Are you afraid of car hacking yet? If not, you should be! Don't you know that freedom-hating terrorists are firing up their laptops as we speak, waiting for the chance to flick a switch and turn your hapless Nissan Cube into a bloodthirsty, pedestrian-slaying Cube of Mass Destruction?
Just ask Fox News. In the rational, even-handed, logical tone they are famous for (that was sarcasm in case you need these things spelled out for you) they outline "the growing concern" about the potential threat of an outside person seizing control of your vehicle as you're driving along. And by person, they mean hackers... and even terrorists. Gulp!
In this slightly ridiculous segment, host Jenna Lee warns that as cars become more "sophisticated" (which she said with air quotes and a horrified face) car hacking should be added to the list of things Fox News tells us to be afraid of.
Counterterrorism analyst Morgan Wright backs this up by citing OnStar as an example — they can pull your car over for you in the event of an emergency. That is true. Then it goes off the rails a bit. He says he fears an unauthorized party being able to do the same thing.
"A lot of people say that's far-fetched," he says. "But on Sept. 10, 2001, we thought it was far-fetched to fly four airplanes into a building."
Man. That is some pure, Grade A, unadulterated fear mongering right there. If fear mongering were an art form, that would be a goddamn Rembrandt painting.
There's more too, like the graphic next to Wright that says "There are 240 million registered cars and trucks in the United States," not-so-subtly implying that all of them could become potential weapons at the whim of Al Qaeda.
Wright is correct in saying there is a potential for this to happen. He is also right that it is brand new territory, and it's good that researchers are examining this to find ways to hopefully prevent it from happening.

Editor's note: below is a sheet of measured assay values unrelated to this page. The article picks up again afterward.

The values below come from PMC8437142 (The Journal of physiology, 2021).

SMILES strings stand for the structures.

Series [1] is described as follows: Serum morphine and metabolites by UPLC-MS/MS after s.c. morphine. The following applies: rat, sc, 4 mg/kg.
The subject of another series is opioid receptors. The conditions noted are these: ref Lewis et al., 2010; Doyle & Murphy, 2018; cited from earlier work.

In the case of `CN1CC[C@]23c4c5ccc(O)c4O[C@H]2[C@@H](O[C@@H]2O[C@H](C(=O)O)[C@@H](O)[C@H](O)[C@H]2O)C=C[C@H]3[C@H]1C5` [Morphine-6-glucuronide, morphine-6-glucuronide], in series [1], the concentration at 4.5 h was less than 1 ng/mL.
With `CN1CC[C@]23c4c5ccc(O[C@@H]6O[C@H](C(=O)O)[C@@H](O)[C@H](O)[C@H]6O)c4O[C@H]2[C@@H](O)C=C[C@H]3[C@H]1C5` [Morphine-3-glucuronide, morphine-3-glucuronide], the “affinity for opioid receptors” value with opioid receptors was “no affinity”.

But he fails to note that while car hacking is possible, it almost certainly requires physical access to the vehicle, like the two DARPA researchers did to the Prius recently. Wireless remote car hacking, especially of multiple vehicles at once, is a lot harder to swallow. It's just not something you need to be afraid of — heck, Wright even says it's a "1-and-half" on the 1 to 10 Fox News Fear Scale.
Unless you have the new Infiniti Q50, which is the only new car out that has a true drive-by-wire steering system. Displaying it onscreen, he says that if someone hacks into it, they could control the vehicle. I'm sure Infiniti is really happy about that graphic.
Well, I'm driving the Q50 this week. If the car strangles me to death with a seatbelt and then wipes out a major American city while my corpse sits inside it, it's been an honor serving all of you.
At the end, Lee and Wright make a good point that we Jalops can surely agree with — you can get around this by just driving a cool old car, like a 1965 Mustang. No fear of car hacking there!
Except that Wright, the so-called "expert," chimes in to say he has a 2000 Camaro Super Sport, and "the only thing electronic about that is the stereo system!"
Hahaha WRONG. If you have a 2000 Camaro it has OBD-II and a whole assortment of electronic equipment. It may even have... oh, Sweet Jesus, no... OnStar.
Everyone, if you see Morgan Wright's 2000 Camaro on the streets, drive the other way as fast as you can. It may have been compromised by terrorists. And it may be coming for your children.
Hat tip to Carscoops!